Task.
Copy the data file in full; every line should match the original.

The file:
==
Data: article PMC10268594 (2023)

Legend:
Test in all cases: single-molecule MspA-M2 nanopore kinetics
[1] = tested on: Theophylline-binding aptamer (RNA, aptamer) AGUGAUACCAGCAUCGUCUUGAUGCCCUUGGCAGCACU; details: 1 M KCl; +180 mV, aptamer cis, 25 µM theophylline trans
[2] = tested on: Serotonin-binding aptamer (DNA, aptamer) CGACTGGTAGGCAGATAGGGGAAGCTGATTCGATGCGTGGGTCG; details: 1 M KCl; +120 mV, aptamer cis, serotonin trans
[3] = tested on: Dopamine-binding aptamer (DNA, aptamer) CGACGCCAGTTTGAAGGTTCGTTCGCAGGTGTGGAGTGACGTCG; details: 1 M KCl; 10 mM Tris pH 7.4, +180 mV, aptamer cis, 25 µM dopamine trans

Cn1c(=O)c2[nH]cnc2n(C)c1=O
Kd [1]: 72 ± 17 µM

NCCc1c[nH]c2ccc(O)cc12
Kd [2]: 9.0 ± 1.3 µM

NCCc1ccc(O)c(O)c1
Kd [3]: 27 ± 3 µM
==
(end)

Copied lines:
Data: article PMC10268594 (2023)

Legend:
Test in all cases: single-molecule MspA-M2 nanopore kinetics
[1] = tested on: Theophylline-binding aptamer (RNA, aptamer) AGUGAUACCAGCAUCGUCUUGAUGCCCUUGGCAGCACU; details: 1 M KCl; +180 mV, aptamer cis, 25 µM theophylline trans
[2] = tested on: Serotonin-binding aptamer (DNA, aptamer) CGACTGGTAGGCAGATAGGGGAAGCTGATTCGATGCGTGGGTCG; details: 1 M KCl; +120 mV, aptamer cis, serotonin trans
[3] = tested on: Dopamine-binding aptamer (DNA, aptamer) CGACGCCAGTTTGAAGGTTCGTTCGCAGGTGTGGAGTGACGTCG; details: 1 M KCl; 10 mM Tris pH 7.4, +180 mV, aptamer cis, 25 µM dopamine trans

Cn1c(=O)c2[nH]cnc2n(C)c1=O
Kd [1]: 72 ± 17 µM

NCCc1c[nH]c2ccc(O)cc12
Kd [2]: 9.0 ± 1.3 µM

NCCc1ccc(O)c(O)c1
Kd [3]: 27 ± 3 µM